In cells under attack, mitochondria can act as sentinels, revving up the repair apparatus deep inside the nucleus to protect the cell’s primary genetic cargo.
Mitochondria, the cell’s energy-making structures, contain DNA distinct from that in the nucleus. To explore how mitochondria communicate with the nucleus, Gerald Shadel at the Salk Institute for Biological Studies in La Jolla, California, and his colleagues dosed cells with the cancer drug doxorubicin, which damages DNA. The cells’ mitochondrial DNA alerted the nuclear DNA, which activated a repair protocol.
The team altered melanoma cells to prompt their mitochondria to release more DNA. When these cells were implanted into mice, they produced tumours that survived doxorubicin treatment better than standard melanoma tumours.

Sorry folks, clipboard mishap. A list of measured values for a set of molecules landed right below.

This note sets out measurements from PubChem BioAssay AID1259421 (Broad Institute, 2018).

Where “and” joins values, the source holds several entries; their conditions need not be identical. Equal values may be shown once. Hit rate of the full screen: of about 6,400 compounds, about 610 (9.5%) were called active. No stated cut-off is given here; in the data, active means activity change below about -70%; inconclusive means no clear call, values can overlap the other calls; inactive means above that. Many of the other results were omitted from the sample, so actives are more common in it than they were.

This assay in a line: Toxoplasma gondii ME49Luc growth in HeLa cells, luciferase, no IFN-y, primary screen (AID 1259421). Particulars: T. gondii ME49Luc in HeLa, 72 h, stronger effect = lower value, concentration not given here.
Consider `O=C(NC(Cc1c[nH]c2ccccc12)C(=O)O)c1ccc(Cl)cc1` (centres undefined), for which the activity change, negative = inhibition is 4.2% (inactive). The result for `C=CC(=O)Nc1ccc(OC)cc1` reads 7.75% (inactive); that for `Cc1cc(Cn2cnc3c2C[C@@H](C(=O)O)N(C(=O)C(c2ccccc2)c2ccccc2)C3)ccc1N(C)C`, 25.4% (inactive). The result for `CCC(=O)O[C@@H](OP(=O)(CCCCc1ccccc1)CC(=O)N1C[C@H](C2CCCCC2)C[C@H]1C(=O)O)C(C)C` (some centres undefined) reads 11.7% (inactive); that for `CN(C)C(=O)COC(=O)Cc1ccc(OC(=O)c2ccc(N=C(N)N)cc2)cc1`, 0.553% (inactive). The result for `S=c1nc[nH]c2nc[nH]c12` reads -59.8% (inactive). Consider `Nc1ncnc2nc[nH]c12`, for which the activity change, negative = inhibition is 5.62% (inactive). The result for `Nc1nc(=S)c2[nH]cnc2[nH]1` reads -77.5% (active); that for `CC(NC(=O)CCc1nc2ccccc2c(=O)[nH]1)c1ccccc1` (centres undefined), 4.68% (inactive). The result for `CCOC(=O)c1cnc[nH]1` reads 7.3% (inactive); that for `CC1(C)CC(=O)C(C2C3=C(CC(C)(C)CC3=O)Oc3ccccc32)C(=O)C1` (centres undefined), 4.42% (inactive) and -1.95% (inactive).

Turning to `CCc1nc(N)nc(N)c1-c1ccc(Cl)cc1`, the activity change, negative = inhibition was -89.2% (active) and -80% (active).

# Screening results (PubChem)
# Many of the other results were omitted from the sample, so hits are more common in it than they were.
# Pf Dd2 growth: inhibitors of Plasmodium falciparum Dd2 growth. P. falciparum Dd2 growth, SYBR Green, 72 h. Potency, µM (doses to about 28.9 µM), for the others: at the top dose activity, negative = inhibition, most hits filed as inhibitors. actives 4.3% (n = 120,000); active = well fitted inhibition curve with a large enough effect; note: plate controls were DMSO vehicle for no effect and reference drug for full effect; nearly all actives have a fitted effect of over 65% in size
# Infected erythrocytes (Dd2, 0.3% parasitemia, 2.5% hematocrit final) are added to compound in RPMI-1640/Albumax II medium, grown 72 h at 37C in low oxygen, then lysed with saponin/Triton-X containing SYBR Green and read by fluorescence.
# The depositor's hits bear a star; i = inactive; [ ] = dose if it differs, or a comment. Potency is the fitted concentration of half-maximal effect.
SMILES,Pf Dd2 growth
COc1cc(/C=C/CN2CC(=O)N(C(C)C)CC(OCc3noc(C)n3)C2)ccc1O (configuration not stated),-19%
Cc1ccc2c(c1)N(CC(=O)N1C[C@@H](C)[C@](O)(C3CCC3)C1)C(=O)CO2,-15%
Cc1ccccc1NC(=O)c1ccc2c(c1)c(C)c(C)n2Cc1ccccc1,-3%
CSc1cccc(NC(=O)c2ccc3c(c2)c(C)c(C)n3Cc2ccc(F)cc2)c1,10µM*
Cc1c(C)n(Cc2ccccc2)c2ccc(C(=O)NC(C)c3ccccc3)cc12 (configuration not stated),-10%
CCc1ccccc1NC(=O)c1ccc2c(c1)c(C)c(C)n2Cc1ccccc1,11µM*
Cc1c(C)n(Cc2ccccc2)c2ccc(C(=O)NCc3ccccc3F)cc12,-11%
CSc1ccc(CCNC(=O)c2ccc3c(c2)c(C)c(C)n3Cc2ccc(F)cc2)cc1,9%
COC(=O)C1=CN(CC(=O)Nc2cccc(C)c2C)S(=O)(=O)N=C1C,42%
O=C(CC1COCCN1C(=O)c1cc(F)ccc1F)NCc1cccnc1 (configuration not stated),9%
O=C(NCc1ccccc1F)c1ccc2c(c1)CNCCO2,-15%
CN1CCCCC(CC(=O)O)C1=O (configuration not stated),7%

The scientists also put the mitochondria of engineered mice on alert and dosed these mice with ionizing radiation, which is another cancer treatment. The engineered mice showed signs of more vigorous nuclear repair in their spleens than control mice.
The results show that when damaged by a toxin or other form of abuse, the abundant mitochondrial DNA warns the nucleus that an attack is underway. This surveillance system might explain how cells acquire resistance to some DNA-targeting cancer drugs.